Thursday, October 17, 2013

Annie McGwire and the Time Flyer, by Mike Ziniti

For this week I decided to read one of the sci-fi books I picked up for free with my kindle a while ago and, as usual with free e-books, I was a little hesitant. My past experience has told me that in general, free e-books tend to be okay but far from stellar. I am very happy, however, to announce that Annie McGwire and the Time Flyer is an excellent book and well worth its (as of writing) one dollar kindle price. Heck, it's even good enough for the ten dollar paperback price! This is a really good book, especially from a first-time author, and I'd definitely recommend it for fans of time travel. 

Annie McGwire is a sixth grader living in the town of New Spain, famous for being next to the second largest esker in the world and not much else. However a strange series of events is launched when Annie's uncle Tim invents a time machine he calls the Time Flyer 3. When Annie's friend Mitch uses the Time Flyer and gets lost somewhere in time, Annie has to pilot the Time Flyer herself, even if she's only got a vague idea of what she's doing. 

The thing that really sold me on this book is how much I liked Annie as a character. She's smart and brave and is able to think things through and does her very best to save the day, so to speak. She feels like a good-natured sixth grader who just wants things to work out. She's a very likable character and less frustrating than some of the protagonists I've come across in the past. And even though she's smart and adapts quickly, there's still a lot of stuff she doesn't understand about time travel so she's not some know-it-all kid either. I really think readers, especially kids, will like her as a character and be able to connect with her. Really, having likable characters makes reading a book a lot less of a chore.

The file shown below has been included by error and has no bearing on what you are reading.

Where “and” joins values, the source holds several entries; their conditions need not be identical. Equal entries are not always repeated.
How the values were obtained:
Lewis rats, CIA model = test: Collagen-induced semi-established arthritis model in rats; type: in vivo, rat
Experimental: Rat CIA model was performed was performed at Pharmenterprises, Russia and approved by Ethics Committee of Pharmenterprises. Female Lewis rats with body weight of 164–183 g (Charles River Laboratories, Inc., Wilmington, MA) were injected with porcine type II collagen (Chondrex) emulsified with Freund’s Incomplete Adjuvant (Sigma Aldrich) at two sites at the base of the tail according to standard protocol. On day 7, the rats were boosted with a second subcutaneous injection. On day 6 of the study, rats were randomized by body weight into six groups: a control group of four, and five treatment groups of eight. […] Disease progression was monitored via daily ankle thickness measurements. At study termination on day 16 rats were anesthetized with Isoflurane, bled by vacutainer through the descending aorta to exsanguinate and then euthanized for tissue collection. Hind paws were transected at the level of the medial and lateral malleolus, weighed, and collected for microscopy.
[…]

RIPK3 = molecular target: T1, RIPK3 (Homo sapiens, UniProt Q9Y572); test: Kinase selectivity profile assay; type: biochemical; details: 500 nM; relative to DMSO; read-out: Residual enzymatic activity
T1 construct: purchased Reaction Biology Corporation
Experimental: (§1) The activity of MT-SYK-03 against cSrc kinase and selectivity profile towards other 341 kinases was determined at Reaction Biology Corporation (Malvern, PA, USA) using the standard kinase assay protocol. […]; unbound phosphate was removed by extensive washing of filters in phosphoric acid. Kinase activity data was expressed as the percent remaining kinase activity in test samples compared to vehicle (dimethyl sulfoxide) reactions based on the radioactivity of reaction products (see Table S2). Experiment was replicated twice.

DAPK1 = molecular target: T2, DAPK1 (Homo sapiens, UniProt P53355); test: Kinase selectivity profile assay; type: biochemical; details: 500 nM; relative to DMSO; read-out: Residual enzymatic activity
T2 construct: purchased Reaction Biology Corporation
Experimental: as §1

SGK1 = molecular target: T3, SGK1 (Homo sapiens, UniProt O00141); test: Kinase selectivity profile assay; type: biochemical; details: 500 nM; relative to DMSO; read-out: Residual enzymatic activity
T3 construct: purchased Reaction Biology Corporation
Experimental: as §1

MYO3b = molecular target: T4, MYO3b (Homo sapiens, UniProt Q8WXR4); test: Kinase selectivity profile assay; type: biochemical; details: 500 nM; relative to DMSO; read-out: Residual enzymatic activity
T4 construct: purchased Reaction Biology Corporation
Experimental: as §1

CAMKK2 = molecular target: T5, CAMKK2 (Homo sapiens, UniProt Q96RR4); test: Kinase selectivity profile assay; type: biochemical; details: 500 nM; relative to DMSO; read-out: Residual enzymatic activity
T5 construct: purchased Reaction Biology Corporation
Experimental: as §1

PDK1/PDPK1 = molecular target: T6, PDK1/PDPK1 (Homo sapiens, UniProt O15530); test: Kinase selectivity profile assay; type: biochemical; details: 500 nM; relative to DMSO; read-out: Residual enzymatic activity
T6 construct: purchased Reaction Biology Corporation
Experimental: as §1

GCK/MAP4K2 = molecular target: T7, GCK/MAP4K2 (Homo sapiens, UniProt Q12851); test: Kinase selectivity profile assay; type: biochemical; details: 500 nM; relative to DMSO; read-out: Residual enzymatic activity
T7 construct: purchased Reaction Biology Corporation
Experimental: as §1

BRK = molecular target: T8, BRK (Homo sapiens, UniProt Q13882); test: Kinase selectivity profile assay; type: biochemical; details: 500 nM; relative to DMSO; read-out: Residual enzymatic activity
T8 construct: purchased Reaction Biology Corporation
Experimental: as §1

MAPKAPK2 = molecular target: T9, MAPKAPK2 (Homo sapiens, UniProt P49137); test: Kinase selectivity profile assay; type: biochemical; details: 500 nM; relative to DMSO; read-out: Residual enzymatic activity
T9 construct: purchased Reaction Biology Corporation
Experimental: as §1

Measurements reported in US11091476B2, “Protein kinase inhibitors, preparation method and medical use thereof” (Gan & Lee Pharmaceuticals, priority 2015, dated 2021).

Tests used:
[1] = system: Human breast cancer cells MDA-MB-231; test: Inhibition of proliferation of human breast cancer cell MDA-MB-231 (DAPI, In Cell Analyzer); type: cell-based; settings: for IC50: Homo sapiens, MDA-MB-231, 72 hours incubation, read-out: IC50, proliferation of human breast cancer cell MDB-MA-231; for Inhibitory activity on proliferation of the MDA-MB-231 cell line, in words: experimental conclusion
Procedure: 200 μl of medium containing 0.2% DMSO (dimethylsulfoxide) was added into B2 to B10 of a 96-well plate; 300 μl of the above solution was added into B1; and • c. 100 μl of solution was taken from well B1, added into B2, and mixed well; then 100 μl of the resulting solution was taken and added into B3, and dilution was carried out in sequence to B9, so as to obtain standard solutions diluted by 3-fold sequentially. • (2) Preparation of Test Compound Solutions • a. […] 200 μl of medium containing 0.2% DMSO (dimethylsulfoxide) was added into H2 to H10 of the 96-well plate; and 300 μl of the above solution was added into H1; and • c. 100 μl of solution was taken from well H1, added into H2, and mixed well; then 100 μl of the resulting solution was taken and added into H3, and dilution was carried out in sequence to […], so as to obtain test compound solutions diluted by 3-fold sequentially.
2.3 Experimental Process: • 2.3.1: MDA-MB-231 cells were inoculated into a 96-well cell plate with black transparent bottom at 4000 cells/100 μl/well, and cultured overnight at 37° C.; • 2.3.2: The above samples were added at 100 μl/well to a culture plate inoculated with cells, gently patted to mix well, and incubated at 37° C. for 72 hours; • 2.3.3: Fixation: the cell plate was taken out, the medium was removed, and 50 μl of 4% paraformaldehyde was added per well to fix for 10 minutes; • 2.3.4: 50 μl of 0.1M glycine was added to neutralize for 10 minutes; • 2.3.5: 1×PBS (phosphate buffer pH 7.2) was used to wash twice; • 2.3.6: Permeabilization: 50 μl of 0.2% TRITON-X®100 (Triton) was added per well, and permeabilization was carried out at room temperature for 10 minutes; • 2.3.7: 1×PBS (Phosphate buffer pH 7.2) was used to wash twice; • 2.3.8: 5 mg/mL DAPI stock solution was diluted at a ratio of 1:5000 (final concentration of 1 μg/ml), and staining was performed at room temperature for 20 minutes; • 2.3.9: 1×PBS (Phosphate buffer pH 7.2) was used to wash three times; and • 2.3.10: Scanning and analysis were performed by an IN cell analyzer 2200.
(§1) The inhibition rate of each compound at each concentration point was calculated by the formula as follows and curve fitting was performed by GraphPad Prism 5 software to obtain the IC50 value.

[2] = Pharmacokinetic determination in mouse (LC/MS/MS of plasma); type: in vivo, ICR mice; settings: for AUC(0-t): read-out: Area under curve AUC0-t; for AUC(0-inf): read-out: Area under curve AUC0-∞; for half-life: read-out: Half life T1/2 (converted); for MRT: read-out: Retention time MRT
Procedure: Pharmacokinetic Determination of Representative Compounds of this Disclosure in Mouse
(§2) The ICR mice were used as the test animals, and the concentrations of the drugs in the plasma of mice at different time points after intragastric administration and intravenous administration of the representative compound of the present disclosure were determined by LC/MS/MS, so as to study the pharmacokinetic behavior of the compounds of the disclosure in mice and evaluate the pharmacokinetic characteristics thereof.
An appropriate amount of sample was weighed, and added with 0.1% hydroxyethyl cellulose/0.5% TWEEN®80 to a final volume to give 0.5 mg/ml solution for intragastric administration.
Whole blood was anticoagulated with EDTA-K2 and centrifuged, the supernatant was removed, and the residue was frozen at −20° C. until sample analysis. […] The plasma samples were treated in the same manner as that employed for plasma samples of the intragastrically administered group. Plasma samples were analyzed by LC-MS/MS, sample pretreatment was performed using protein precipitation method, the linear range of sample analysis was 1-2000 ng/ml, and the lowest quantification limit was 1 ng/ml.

The other thing I noticed about this book is that it felt like very easy reading. (Says the man who took on Les Miserables on a challenge.) But Annie McGwire has a very easy reading level making it especially accessible to kids. I actually feel like this is a good family book because the plot is complicated enough for adults while still remaining accessible to children. I'd definitely recommend this for family reading night and if you don't do that already this is a good place to start. 

The thing that really touched me was one of Annie's choices on how to use time travel in a very personal way. I'll try to avoid spoiling it for my readers but if you know me well it's something I've often contemplated doing if I had access to time travel, in spite of all the risks. That whole ending really hit home for me and made this book especially memorable beyond just another time travel story. Definitely a must-read novel for any fans of sci-fi and time travel.

- Kalpar

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